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How to create Advanced Menus Via Our Google Android Applications

written by: Jbeerdev•edited by: Simon Hill•updated: 7/1/2010

In this article we will see how to create a more advanced menu within our applications. To do this we will learn how to create sub-menus and context menus.

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    Context Menu

    Context menus are similar to right click menus on desktop operating systems. These menus are related with a view in the layout-tree. So imagine that you have an image on the screen (an image with ImageView), you then long press the image (long-press → about 2 or 3 seconds) and then a menu appears with different options: “Edit”, “Delete”, “Change Name”... basically whatever you want to output, of course this is just an example so lets develop the idea a bit further.

    Let's start by creating a View in our onCreate() Activity method.

    ImageView mImage = new ImageView(this);

    We can create a view in this way, or we can create it using this:

    mImage = (ImageView) findViewById(R.id.imageName);

    (Once we have set the ContentView to the Activity with setContentView(R.layout.mainView); )

    Now, we are going to add a content menu to this ImageView, for that we use the following method.

    registerForContextMenu(mImage);

    or we can directly call the view using:

    registerForContextMenu(findViewById(R.id.imageName));

    Luckily If we use this last line, we don`t need to create an ImageView object.

    Once we have done this. We need to override a pair of methods in the Activity.

    One of them is:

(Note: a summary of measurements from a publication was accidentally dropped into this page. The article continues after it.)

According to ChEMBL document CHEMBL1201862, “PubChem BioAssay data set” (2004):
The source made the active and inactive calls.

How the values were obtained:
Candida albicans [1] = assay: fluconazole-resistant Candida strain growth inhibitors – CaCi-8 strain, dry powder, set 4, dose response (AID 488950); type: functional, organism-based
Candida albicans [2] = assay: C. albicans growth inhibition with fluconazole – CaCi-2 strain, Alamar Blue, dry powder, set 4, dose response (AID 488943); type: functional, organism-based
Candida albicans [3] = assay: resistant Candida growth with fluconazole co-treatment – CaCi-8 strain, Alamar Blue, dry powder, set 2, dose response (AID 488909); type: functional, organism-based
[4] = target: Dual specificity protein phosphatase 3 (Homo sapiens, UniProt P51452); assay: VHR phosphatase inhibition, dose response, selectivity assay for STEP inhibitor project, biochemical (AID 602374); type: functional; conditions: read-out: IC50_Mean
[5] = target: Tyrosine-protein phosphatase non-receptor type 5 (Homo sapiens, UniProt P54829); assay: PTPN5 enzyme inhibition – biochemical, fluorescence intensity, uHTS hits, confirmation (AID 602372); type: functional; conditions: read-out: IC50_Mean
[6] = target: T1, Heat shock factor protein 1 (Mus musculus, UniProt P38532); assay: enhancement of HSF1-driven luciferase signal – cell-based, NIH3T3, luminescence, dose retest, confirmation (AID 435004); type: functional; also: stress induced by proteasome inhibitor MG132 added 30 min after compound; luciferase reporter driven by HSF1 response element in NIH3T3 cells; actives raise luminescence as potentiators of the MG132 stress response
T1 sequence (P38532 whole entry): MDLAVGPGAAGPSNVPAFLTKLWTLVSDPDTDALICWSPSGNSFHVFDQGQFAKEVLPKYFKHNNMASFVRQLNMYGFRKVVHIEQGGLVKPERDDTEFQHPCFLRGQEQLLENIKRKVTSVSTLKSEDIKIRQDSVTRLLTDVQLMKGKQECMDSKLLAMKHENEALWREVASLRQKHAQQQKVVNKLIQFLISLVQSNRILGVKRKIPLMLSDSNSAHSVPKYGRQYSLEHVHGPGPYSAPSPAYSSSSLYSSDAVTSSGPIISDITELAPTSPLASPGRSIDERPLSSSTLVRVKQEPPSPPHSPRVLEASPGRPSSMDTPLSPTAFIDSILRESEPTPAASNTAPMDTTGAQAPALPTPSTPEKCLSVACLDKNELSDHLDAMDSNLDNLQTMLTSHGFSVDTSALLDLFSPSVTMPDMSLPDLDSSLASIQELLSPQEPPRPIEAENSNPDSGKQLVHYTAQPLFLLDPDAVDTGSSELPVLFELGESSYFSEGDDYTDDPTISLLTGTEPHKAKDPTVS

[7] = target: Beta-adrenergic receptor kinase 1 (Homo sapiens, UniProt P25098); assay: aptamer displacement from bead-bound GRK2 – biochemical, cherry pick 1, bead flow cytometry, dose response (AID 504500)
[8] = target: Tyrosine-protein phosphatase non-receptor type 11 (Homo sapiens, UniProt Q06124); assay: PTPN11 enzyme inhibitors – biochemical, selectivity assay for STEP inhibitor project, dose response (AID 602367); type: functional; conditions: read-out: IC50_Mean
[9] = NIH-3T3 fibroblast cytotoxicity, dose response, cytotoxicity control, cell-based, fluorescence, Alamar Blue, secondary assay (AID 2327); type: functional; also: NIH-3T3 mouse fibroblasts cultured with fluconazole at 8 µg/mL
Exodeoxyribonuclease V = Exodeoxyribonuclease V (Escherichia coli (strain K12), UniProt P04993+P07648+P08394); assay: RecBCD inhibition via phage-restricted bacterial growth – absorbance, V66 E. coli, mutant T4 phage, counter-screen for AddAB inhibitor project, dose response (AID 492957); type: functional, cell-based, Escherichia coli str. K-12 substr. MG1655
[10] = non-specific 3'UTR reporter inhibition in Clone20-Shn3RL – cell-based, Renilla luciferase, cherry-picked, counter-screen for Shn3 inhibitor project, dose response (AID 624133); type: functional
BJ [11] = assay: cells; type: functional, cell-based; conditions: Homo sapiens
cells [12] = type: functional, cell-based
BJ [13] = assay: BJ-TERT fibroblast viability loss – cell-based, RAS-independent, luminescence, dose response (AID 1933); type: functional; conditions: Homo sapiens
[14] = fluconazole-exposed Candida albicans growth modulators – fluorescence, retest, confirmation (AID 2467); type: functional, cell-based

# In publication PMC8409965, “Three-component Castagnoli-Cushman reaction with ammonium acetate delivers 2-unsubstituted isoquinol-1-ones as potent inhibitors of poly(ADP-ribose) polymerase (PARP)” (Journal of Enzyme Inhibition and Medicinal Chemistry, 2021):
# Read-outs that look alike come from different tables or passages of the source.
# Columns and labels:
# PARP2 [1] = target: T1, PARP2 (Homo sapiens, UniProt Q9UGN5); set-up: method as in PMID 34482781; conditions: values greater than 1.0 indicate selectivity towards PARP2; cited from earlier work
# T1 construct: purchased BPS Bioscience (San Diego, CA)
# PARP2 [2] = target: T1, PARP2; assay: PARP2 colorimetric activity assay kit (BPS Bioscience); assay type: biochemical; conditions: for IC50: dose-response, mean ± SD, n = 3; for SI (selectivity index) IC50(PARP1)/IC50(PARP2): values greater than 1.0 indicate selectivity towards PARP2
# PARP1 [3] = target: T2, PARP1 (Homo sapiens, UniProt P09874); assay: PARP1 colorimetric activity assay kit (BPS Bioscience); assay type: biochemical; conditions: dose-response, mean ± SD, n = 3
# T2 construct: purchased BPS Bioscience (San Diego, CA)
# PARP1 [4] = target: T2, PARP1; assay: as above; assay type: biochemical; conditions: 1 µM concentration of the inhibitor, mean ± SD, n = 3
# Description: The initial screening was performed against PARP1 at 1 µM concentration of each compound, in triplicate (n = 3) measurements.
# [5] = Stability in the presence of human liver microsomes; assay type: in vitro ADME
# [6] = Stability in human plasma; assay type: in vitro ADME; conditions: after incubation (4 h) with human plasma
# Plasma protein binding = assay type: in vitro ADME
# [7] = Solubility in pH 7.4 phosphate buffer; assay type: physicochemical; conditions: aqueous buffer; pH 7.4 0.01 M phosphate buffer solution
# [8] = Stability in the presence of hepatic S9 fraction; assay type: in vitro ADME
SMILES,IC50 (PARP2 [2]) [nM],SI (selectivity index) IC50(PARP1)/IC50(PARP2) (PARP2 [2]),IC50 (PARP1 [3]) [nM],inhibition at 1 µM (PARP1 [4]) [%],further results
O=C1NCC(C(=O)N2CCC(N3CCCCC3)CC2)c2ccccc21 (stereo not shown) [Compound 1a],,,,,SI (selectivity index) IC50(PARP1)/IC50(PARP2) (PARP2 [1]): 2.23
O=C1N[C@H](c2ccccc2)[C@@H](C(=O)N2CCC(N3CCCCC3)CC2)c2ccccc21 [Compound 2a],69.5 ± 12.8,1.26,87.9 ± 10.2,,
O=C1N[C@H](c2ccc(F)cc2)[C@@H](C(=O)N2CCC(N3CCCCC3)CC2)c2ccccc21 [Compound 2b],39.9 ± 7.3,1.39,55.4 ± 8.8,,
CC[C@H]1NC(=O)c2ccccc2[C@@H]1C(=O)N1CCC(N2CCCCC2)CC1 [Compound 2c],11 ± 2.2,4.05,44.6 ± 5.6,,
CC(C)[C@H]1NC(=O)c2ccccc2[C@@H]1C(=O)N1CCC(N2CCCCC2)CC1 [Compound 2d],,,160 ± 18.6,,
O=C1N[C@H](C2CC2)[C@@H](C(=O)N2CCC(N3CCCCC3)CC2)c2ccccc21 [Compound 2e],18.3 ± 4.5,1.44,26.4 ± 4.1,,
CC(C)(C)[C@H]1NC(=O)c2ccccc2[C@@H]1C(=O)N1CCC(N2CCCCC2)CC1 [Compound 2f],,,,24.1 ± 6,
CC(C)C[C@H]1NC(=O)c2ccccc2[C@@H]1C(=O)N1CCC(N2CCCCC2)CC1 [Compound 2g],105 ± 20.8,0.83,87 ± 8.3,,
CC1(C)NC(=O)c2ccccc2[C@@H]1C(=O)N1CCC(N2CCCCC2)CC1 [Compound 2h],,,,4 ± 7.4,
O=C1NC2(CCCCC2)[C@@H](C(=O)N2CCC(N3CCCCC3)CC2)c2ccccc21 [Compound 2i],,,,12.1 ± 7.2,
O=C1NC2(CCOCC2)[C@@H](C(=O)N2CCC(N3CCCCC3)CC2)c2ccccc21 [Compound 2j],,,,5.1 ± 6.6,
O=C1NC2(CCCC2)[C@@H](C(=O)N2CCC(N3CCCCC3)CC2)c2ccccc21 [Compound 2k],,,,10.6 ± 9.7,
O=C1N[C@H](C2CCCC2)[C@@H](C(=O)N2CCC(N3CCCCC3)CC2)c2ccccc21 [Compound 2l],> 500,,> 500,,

onCreateContextMenu(ContextMenu menu, View v, ContextMenuInfo menuInfo){

    super.onCreateContextMenu(menu, v, menuInfo);

    menu.add(0, EDIT_IMAGE, 0, "Edit Image");

    menu.add(0, CHANGE_NAME, 0, "Change name");

    }

    With the .add method, we add options to the menu. In this case, we only have a context menu, but if we would like to add more of these menus to others views, we have to be careful with the onCreateContextMenu method, because we will need to filter by view:

    An example in pseudo-code:

    if(view) is "TextView":

    do A

    else if (view) is "ImageView"

    do B

    ....

    Remember that we can identify every view with an unique ID.

    Now we have to add functionality to every menu option we have created. This is done with the "onContextItemSelected" method.

    public boolean onContextItemSelected (MenuItem item) {

    switch (item.getItemId()){

    case EDIT_IMAGE:

    editImage();

    return true;

    case CHANGE_NAME:

    changeName();

    return true;

    default:

    return super.onContextItemSelected(Item);

    }

    }

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    Sub-Menus

    Sometimes we have too much to add in the menus or we just want to order our options-menus in topics. To do this, we just need to add the following structure in the onCreateOptionsMenu method.

    SubMenu toolsMenu = menu.addSubMenu("Tools");

    SubMenu helpMenu = menu.addSubMenu("Help");

    toolsMenu.add("languaje");

    toolsMenu.add("Settings");

    toolsMenu.add("Format");

    toolsMenu.add("Table");

    toolsMenu.add("Font");

    helpMenu.add("Help");

    helpMenu.add("Update");

    helpMenu.add("Update");

    Creating sub-menus in XML is very simple too, just we have to add the tag “menu” inside of the “item” tag we want to put as submenu as its shown in this piece of code.

    <menu xmlns: android:"http://schemas.android.com/apk/res/android">

    <item android:title:"Option 1" />

    <item android:id = "@+id/submenu1" android:title="SubMenu 1">

    <menu>

    <item android:id="@+id/suboption1" android:title="SubOption 1" />

    <item android:id="@+id/suboption2" android:title="SubOption 2" />

    </menu>

    </item>

    <item android:title:"Option 2" />

    </menu>

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    Follow up

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